Our American cousins, by the way, don't get the manual gearbox because that powertrain has not been outfitted to meet what's known as the onboard diagnostics (OBD II) proviso of U.S.

emissions regulations.

Suspension is firmed up for the T5R effectively, the fatter bars, stiffer springs and firmer shocks are the European "sport" setup.

The interior is pretty much standard 850 Turbo fare, but with darker burl walnut wood trim and increased lateral support for the front seats.

Every goody Volvo offers — dual frontal air bags, side-impact air bags, leather upholstery with suede inserts, automatic dualzone air, power heated seats, windows, locks with remote control, glass sunroof, trick stereo, trip computer — is standard on the T5R. The only extra-cost option is a dealer-installed, six-disc, cargo-area-mounted CD changer.

As expected, driving a T5R feels little different than driving an 850 Turbo. My test-drive route took me over the Ortega Highway, south of Los Angeles, one of the storied roads of this part of the world. Torrential rains earlier in the week dampened pavement and spirits; hardly ideal conditions to evaluate a high-performance car.

You'd need a race track to determine much performance advantage of the T5R over a normal 850 Turbo — no slight intended, since that's a very potent automobile.

Despite the slippery pavement, I switched off the traction control; it seems pointless to me on a frontdrive car.

Ride quality suffers a little, but not markedly; the tires do jiggle more, especially on broken freeway pavement, but the car would still be a competent daily driver. The P-Zeros handle wet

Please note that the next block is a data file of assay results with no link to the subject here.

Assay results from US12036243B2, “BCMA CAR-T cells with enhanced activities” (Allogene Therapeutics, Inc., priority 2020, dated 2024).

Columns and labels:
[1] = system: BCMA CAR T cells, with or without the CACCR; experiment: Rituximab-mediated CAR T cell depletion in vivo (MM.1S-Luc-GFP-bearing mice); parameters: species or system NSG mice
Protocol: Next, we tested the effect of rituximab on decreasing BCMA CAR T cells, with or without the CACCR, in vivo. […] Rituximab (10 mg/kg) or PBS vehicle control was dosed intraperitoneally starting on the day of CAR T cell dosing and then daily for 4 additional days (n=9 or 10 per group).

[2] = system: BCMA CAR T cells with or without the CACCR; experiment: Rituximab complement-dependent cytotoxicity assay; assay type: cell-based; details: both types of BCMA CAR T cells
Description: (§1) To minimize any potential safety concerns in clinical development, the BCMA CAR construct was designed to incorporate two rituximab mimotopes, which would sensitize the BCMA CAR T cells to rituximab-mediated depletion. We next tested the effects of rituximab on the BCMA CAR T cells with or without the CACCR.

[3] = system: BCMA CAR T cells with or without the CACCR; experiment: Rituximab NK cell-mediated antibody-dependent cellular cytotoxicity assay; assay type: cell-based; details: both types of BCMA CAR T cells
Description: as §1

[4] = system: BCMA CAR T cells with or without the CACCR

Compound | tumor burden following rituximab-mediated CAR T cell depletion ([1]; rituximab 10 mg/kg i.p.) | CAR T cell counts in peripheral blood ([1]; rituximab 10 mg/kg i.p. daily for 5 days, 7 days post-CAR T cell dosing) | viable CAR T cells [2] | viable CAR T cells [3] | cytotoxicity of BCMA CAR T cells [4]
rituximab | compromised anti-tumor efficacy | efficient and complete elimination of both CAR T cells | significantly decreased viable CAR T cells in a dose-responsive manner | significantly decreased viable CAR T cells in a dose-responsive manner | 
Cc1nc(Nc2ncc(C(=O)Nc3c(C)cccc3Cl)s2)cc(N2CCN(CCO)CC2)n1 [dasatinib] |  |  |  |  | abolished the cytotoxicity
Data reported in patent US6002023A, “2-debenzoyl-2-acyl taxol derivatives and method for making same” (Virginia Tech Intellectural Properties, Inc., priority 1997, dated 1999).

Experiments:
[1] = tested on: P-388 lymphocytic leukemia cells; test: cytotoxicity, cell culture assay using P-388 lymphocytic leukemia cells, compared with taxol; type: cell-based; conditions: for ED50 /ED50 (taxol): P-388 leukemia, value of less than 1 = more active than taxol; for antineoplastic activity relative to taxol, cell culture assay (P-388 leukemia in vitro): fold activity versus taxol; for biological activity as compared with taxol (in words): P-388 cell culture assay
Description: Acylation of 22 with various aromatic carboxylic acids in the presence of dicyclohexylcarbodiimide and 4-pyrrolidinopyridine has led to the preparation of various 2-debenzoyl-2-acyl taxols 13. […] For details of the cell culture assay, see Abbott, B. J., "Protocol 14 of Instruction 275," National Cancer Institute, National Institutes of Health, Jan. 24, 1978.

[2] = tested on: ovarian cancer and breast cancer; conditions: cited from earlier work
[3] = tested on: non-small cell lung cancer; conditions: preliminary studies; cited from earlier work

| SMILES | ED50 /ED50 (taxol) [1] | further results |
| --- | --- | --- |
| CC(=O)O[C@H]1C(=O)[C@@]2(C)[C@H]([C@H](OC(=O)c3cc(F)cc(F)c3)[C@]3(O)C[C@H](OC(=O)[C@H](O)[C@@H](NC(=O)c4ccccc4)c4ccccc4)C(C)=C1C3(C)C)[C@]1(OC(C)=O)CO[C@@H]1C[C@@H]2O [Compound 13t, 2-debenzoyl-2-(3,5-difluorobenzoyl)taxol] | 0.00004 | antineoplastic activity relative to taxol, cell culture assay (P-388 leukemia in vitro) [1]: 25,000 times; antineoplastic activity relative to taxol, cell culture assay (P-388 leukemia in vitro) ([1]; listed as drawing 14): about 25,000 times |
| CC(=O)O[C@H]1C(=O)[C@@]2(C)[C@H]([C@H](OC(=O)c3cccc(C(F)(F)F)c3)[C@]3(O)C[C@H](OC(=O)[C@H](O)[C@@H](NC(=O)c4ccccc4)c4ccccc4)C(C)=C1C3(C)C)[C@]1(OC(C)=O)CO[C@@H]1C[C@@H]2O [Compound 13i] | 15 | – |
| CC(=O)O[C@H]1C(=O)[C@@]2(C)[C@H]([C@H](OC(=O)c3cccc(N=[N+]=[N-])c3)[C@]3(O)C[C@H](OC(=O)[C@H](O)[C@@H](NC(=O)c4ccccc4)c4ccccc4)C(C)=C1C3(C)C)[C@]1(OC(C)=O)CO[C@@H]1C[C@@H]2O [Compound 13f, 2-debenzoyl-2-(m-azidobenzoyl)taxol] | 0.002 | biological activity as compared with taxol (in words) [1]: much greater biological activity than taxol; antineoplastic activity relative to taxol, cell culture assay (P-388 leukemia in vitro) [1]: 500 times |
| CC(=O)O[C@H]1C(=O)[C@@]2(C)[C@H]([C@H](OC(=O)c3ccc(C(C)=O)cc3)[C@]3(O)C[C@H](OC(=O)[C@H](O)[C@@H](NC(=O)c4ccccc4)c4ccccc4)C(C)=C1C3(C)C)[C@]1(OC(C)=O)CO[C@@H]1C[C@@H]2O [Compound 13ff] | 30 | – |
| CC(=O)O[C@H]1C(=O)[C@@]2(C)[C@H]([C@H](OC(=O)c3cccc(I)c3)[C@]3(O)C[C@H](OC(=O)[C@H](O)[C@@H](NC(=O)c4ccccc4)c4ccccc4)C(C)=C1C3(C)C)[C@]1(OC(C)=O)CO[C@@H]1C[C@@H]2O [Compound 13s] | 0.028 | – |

pavement better than I expected; you'd want to lose them come wintertime, though.

I rotated through several T5Rs sedan, wagon, automatic, manual. All were prototypes, and there were considerable differences in the way the cars felt. A hard-to-define tightness and rightness on the automatic sedan, for example, seemed to be missing from the two wagons I drove.

Inconsistent build quality is expected in prototypes. Sources close to the company tell me it's not entirely unusual with production 850s too probably with all cars, to some degree. Some examples just seem more perfect than others.

Prices haven't been confirmed as yet, but Volvo Canada's Persson estimates the T5R manual sedan will come in at around $47,000.

Auto transmission and the wagon body style will add about $1,000 each; you can calculate the permutations. It should amount to less than a grand more than a fully equipped 850 Turbo; not a bad deal for the added glamor and exclusivity.

It also gives you a loaded, limited-edition, high-performance European sports sedan (or wagon) for tens of thousands less than a BMW M3 or Mercedes-Benz C36.

Volvo claims a T5R will be comfortable for the daily commute, the implication being that the others would not be. I haven't driven a C36 yet, but I know for a fact I could live with an M3. Verrry nicely.

Only 102 T5Rs — an average of just two per dealer — will be imported to Canada this year, with a mix of yellow and black, sedan and wagon, stick shift and automatic.

If you just have to get your antique grandfather's clock home from the auction in record time — and in a car that leaves no doubt as to who made the highest bid — better start acting really nice to your local Volvo dealer today.

*

Freelance journalist Jim Kenzie, among a group of auto writers invited to a test site, prepared this report based on sessions arranged and paid for by the automaker.